PEER ombudsmen advocate for fellow long-term care residents
By Marcia Z. Siegal
Darlene Sauer frequently walks the halls on her floor at the Immaculate Mary Center for Rehabilitation and Healthcare in Northeast Philadelphia to check on fellow residents. Recently, she heard a female resident calling for help. The woman wanted to take a shower and needed aides to help her into the Hoyer lift, a specialized mechanical sling for people with limited mobility that allows them to be lifted and transferred. Sauer went to a nursing supervisor to report that the resident needed assistance. “Then I went back to her room and waited with her until the aides arrived,” she said. “I try to solve problems and, if I can’t, I report them to people who can,” said Sauer, who is a Pennsylvania Empowered Expert Resident (PEER) ombudsman at the skilled nursing facility.
Emergency Fund Luncheon on May 17 benefits seniors in crisis
The Emergency Fund Coalition for Older Philadelphians will hold its 29th Annual Luncheon and Rose Epstein Silent Auction fundraiser on Thursday, May 17. The event, which benefits the Emergency Fund for Older Philadelphians, will take place from 11:30 a.m. to 2 p.m. at the Hilton Philadelphia City Avenue, 4200 City Ave. It comes at an especially critical time because the fund’s balance is low due to significantly higher demands and costs over the past months to provide help with heat, food, and general needs such as rent, prescriptions and medical supplies, coalition leaders say.
During the luncheon, the coalition will present Joe Snyder with its Bright Star of Aging Award to honor his decades of distinguished service on behalf of older adults. Snyder was director of PCA’s Older Adult Protective Services (OAPS) for 25 years prior to his retirement last January.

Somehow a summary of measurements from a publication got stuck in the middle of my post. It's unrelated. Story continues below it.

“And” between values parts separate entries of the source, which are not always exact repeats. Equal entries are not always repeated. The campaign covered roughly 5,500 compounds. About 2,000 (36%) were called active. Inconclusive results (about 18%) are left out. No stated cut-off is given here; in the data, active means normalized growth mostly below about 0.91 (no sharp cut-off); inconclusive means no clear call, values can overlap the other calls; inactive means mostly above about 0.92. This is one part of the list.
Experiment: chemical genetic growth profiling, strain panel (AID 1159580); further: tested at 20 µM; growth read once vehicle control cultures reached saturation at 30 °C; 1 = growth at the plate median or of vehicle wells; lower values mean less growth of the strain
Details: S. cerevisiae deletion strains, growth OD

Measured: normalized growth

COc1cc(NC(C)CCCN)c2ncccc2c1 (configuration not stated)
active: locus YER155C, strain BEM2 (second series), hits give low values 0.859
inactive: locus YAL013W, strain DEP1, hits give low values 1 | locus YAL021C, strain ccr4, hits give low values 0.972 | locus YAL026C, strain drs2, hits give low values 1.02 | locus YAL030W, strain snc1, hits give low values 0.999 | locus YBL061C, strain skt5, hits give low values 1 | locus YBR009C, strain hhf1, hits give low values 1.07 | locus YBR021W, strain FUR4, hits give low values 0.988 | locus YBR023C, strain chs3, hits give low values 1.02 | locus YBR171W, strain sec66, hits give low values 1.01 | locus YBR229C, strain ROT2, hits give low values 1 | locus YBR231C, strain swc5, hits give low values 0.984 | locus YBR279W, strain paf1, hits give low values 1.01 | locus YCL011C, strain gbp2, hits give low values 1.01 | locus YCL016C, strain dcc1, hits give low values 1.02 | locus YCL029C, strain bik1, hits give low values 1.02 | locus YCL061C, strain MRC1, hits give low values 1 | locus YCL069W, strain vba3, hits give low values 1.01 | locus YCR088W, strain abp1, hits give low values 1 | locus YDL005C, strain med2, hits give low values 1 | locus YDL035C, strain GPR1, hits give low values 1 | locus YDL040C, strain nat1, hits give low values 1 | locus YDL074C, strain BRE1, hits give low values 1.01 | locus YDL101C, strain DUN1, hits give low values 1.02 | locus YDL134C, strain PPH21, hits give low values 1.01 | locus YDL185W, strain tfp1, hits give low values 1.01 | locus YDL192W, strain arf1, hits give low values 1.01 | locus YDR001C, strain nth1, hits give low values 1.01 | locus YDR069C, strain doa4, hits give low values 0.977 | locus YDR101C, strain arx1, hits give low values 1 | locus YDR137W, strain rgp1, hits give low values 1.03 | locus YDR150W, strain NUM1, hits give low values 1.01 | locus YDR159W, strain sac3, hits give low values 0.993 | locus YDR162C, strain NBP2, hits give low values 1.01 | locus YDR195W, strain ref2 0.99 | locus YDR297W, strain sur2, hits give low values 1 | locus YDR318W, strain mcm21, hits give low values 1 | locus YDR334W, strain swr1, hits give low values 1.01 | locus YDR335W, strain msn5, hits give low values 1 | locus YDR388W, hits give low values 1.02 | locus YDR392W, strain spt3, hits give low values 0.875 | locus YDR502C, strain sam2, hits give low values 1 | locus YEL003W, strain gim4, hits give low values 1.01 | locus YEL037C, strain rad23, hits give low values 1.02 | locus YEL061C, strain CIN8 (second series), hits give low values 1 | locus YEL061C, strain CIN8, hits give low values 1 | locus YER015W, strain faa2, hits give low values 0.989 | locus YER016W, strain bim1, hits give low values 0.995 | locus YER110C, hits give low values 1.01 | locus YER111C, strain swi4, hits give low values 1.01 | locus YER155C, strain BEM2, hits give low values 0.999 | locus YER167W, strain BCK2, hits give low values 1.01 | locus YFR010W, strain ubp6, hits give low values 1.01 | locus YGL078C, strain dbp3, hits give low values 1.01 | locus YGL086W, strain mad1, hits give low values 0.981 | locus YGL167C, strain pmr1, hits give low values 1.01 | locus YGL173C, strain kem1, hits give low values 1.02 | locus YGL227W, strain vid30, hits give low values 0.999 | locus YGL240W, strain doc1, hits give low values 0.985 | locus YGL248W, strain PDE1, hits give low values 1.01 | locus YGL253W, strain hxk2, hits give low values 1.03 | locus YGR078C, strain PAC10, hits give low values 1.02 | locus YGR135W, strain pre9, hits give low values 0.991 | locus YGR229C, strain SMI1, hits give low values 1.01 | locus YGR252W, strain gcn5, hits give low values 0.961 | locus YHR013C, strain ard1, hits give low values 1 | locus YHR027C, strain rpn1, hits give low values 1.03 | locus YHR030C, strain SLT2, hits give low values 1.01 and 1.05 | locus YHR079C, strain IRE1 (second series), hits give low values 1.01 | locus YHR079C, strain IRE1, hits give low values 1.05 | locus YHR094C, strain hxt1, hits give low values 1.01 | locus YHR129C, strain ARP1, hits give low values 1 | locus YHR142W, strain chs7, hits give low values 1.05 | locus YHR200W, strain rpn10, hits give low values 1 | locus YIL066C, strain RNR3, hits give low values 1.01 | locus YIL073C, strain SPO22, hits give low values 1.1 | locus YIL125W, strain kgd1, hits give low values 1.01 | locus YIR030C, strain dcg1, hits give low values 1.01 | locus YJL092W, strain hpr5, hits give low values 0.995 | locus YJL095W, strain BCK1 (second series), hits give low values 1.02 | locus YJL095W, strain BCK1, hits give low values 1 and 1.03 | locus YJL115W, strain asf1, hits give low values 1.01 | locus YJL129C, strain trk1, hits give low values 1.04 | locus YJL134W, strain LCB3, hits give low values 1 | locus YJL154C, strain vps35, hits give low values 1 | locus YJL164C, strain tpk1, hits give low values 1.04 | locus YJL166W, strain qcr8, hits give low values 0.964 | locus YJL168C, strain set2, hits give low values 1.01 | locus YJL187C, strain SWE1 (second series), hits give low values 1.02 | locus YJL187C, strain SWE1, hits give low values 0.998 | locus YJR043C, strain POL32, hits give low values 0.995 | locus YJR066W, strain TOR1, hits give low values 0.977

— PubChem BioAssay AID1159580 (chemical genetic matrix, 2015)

Recent Headlines: April 18, 2018
Heart transplant recipient expands her life
By Constance Garcia-Barrio
Waiting for a donor organ can leave patients caught between hope and desperation, says heart transplant recipient Janet Dennis. “I lived in the University of Pennsylvania hospital for six and a half weeks, waiting for a donor heart,” says Dennis, 63, a social worker retired from the city of Philadelphia. “I was blessed. Twenty-two people die every single day in the U.S. while waiting for a donor organ.”
New Medicare cards coming
Starting this month, the Centers for Medicare and Medicaid Services (CMS) will begin a year-long process of sending all Medicare beneficiaries a new Medicare card. Beneficiaries in Pennsylvania will be among the first groups of seniors to receive new cards, and will get theirs between April and June.
Empowering seniors to take charge of their health
More than 250,000 Philadelphia seniors are living with chronic conditions, such as arthritis, diabetes, high blood pressure, asthma and heart disease. Philadelphia Corporation for Aging (PCA) offers free workshops at community sites to help adults 60-plus learn to manage their symptoms, maximize their independence and improve their quality of life.
Recent Headlines: April 11, 2018
Veteran volunteer offers volunteering tips
By Barbara Sherf
Longtime volunteer Bob Rossman, who retired as a computer programmer more than 15 years ago, has some tips for those looking to take on volunteer responsibilities. Rossman, 75, who has lived in Northwest Philadelphia for 40 years, enjoys a mix of volunteer activities that includes serving on several boards, as well as working with his hands.
Recent Headlines: April 4, 2018